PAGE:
A stillbirth occurs when a developing fetus dies during the pregnancy before it is born. A mother may suspect that something is wrong with her pregnancy if the fetus stops moving and kicking, but a stillbirth can only be confirmed by a doctor or midwife and an ultrasound. An ultrasound is a test that allows a trained medical professional to see the baby in the womb. If a heartbeat cannot be found on the ultrasound (after 7 weeks of gestation), this indicates in most cases that the fetus has died. The pregnancy loss is considered a stillbirth if the pregnancy ends after 20 weeks.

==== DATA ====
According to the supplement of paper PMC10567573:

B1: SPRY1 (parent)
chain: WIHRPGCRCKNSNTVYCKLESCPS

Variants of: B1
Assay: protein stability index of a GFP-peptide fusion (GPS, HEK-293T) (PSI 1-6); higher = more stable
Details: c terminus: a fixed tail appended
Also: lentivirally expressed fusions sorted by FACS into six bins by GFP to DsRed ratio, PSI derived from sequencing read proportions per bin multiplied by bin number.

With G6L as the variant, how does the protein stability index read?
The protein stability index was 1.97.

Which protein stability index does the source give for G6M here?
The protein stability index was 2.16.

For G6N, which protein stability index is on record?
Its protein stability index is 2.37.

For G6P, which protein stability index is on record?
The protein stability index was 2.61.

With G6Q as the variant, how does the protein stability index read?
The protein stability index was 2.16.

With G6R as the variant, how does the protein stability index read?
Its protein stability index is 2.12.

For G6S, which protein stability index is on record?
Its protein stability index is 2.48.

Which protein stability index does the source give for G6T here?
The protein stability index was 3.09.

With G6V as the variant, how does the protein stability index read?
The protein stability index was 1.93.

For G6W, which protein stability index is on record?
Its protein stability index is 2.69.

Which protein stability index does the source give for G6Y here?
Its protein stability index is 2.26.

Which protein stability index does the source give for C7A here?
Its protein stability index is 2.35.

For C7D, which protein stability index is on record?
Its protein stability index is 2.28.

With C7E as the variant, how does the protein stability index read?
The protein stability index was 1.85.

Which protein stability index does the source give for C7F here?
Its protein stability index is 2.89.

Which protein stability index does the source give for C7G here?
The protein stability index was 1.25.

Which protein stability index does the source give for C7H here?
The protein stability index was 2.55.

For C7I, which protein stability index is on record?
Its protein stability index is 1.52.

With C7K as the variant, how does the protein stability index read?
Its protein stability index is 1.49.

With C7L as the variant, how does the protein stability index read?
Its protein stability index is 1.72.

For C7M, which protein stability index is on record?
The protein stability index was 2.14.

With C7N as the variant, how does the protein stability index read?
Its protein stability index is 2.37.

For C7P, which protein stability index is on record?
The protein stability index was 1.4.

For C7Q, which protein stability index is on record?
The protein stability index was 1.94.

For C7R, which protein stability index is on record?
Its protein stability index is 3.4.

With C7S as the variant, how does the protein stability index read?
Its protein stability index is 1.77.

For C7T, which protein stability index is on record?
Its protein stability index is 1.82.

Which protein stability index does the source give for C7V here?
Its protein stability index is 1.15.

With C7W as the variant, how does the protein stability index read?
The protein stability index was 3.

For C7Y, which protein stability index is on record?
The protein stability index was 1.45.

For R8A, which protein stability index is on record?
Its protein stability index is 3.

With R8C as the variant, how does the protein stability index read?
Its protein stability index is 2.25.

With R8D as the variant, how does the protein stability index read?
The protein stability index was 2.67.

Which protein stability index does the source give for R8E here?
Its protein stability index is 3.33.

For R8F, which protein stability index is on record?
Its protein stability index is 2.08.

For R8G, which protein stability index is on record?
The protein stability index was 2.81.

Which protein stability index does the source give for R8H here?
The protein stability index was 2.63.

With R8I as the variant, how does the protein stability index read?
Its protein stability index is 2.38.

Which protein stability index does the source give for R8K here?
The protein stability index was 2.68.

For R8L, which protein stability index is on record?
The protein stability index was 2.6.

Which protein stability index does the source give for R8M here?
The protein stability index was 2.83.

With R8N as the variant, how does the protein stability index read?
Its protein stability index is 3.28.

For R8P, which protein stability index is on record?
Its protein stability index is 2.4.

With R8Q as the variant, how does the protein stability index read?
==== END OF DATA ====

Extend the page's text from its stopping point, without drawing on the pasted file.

Stillbirths occur in about 1 in 160 pregnancies and can be caused by problems with the chromosomes of the developing fetus, infections, problems with the placenta (the organ connecting the fetus to the wall of the uterus), and health problems in the mother such as high blood pressure or diabetes. Certain viral infections and medications may also increase the risk of a stillbirth. Many times the cause of a stillbirth is not known.
Stillbirths can often be overwhelming for parents and families, so it is important to talk to your obstetrician, family doctor, or midwife for additional information. They may suggest you speak with a genetic counselor if a chromosome abnormality or other genetic condition is suspected. Support groups are also a great resource of support and information and can help connect you to other families who have experienced a stillbirth.